A facelift is a surgical procedure that involves the removal of extra facial fat. Trimming the skin on the face and strengthening the facial muscles are also part of the procedure. This gives the appearance of being younger-looking with a smooth and full face. The procedure can be done on either the neck or the face. It can also be performed on both, if desired.
The surgeon will remove the skin from the facial muscle as well as underlying fat, which is where the procedure is to be performed. After that, the fat is eliminated. The anchoring fascial layers are elevated with sutures, and the skin is brought back into position with any extra removed.
Facelifts Have the Potential to Cause Problems
Facelift complications may include the following:
Nerve damage: Numbness or alterations in the sensation of the face may accompany facial nerve weakening. This could be a short or long term situation.
Anesthesia sensitivity with infection: There is a danger of suffering with an infection along with an allergic reaction, as with any form of surgery.
Blood clot: It’s possible that a hematoma, or blood pooling beneath the skin, may form. The surgeon will usually extract them.
Healing may take longer: A person that smokes, in particular, may experience a slower healing time after a facelift than usual. Smoking during the time preceding up to surgery, as well as thereafter, can cause skin harm and lasting scarring. If you are actively smoking, your surgeon may refuse to conduct your procedure.
Bruising. Bruises may not completely heal, resulting in scars that are more noticeable or thicker than expected. This may necessitate additional therapy or revision.
Who Can Benefit From a Facelift?
A facelift is the best option, for individuals whose facial area is sagging, especially if their skin is elastic. A facelift usually works effectively on people who have a robust and well-defined bone structure.
Even though each operation is unique, facelift surgeries commonly follow the following steps:
Among the possible locations for a facelift procedure are:
- Surgical facilities in a surgeon’s office
- Center for outpatient surgery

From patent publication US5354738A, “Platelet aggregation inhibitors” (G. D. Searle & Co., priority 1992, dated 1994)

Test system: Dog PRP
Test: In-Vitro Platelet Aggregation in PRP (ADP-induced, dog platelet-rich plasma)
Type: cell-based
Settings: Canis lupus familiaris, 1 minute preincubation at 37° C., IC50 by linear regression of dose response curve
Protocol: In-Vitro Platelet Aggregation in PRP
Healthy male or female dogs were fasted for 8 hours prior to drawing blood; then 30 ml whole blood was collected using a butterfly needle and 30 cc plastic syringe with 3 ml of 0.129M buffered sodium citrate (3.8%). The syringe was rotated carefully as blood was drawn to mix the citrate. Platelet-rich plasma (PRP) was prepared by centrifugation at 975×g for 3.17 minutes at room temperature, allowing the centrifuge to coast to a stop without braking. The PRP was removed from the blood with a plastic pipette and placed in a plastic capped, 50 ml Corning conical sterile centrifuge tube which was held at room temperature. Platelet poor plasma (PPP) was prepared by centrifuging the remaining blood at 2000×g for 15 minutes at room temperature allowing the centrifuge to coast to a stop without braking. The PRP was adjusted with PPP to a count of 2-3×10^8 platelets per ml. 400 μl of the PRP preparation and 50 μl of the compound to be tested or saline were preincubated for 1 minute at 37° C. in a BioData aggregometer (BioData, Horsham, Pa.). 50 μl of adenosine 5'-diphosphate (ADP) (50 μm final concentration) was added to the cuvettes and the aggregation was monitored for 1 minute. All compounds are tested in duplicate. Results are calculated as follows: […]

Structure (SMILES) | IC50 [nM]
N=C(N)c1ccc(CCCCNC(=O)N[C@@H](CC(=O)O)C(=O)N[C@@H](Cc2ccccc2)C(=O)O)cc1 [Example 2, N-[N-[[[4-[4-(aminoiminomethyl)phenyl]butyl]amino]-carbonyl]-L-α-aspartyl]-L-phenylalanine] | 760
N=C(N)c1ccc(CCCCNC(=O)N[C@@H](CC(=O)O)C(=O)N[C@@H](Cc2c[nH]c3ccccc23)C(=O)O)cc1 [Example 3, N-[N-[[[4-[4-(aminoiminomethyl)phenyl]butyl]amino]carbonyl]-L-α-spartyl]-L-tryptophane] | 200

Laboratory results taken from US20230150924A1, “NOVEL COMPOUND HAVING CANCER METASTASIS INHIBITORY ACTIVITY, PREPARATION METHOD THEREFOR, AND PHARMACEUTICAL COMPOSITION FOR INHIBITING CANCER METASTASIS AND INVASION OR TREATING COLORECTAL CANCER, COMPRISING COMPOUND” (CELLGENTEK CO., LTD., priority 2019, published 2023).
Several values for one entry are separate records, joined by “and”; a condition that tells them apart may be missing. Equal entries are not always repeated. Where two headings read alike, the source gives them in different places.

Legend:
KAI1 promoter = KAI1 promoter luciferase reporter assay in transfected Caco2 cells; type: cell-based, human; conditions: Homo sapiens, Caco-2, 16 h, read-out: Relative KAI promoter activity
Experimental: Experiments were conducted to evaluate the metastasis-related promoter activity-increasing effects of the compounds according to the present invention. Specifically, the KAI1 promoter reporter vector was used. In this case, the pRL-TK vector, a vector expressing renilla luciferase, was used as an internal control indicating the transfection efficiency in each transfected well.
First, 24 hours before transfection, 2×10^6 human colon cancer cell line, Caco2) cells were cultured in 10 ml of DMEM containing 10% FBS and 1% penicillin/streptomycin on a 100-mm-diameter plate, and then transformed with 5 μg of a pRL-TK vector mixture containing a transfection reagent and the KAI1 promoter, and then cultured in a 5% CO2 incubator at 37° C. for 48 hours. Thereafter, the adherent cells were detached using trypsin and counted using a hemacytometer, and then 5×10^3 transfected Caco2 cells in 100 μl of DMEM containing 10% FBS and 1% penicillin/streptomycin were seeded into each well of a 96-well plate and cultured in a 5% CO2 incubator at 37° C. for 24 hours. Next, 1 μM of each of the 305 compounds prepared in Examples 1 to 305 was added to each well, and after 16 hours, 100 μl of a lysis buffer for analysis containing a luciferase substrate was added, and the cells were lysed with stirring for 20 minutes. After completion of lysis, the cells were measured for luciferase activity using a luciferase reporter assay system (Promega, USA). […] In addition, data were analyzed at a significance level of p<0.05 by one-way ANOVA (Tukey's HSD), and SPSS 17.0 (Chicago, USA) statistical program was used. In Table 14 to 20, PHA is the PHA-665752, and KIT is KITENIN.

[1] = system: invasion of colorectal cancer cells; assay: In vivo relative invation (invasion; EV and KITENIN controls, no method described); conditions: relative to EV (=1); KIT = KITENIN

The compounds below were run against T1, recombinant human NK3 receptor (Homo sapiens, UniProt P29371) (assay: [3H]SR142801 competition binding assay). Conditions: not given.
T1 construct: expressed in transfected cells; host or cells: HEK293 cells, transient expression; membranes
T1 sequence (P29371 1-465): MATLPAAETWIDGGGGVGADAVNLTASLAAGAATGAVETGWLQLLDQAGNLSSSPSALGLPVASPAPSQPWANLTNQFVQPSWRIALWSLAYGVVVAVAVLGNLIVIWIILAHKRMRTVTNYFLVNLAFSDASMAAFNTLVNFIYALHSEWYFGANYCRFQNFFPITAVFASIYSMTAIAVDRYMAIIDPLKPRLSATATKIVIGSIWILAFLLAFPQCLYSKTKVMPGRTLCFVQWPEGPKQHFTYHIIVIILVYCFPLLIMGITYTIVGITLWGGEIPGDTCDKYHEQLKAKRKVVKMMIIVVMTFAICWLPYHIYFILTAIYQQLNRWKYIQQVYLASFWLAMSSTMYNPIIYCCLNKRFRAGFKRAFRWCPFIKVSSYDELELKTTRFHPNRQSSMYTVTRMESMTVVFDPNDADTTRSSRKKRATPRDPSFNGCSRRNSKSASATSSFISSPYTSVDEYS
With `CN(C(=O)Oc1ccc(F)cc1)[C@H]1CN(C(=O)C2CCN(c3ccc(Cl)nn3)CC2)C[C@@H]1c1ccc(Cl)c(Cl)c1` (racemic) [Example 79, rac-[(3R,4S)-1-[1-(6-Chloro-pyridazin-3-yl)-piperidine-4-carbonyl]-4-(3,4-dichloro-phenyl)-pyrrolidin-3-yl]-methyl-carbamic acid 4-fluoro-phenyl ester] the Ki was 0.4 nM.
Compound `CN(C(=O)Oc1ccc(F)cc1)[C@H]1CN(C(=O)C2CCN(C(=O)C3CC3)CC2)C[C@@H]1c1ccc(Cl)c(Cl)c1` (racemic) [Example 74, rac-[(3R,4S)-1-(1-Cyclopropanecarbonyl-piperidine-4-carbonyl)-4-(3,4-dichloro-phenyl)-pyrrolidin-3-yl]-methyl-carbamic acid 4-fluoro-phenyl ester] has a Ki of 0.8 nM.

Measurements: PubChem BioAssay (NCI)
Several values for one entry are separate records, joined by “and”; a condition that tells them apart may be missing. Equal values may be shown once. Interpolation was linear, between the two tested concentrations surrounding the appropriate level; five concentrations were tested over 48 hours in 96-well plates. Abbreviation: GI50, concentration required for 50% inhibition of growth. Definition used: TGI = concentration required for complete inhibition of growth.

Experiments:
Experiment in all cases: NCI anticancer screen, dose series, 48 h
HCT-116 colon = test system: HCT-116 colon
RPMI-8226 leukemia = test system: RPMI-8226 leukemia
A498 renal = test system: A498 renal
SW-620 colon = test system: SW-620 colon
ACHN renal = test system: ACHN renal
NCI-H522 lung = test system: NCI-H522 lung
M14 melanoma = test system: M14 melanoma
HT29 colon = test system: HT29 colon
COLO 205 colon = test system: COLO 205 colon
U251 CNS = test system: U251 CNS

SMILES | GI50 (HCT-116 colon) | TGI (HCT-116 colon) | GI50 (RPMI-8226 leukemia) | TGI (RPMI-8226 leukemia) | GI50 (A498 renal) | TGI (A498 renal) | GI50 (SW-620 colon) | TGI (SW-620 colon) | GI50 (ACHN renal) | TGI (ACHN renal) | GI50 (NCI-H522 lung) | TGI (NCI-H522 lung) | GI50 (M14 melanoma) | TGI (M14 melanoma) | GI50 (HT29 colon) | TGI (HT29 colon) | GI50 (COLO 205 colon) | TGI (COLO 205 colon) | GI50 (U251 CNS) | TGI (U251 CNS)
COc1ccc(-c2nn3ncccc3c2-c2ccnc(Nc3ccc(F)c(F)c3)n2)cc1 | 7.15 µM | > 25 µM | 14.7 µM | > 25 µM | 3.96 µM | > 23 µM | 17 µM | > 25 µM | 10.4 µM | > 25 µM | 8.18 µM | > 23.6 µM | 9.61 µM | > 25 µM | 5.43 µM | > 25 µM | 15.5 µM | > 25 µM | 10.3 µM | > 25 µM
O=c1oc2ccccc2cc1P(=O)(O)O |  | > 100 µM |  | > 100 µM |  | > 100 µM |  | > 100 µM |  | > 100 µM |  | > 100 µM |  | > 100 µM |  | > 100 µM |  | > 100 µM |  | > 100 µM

- Outpatient care at a hospital
- Inpatient care at a hospital
There are a variety of anesthetic options available, including:
- Anesthesia (general)
In addition to local anesthetic, intravenous sedation is used. This enables patients to stay awake, however, tired as well as comfortable.
- Procedure time on average:
If multiple surgeries, including a rhinoplasty, are being conducted, it could take several hours or even longer.
During the procedure the doctor may do the following:
- Seal the incisions with sutures.
- Liposuction is typically performed on the jowls as well as the neck.
- Muscles are tightened.
- Extract or reposition any loose skin.
- Fat and muscle beneath the skin can be removed and raised.
A few of the surgery’s potential short-term negative effects include:
- Discomfort after surgery is common, but it can usually be managed with medicine.
- Skin numbness for a short period of time.
The majority of patients are delighted with the outcome. After the surgery, you will experience some edema (swelling), discoloration, scarring, soreness, and numbness for two weeks or maybe longer. Stitches are usually removed within five days. If the scalp takes more time to recover, the sutures may be left much longer. The majority of scars vanish over time and are concealed in the natural facial lines or hairline. Your cosmetic surgeon would most likely recommend you to minimize your exposure to the sun.
You should refrain from
- For the first couple of days, avoid using nonsteroidal anti-inflammatory medicines (NSAIDs).
- Smoking or even being subjected to secondhand smoke.
- Avoid stretching, lifting, bending, and pulling following surgery.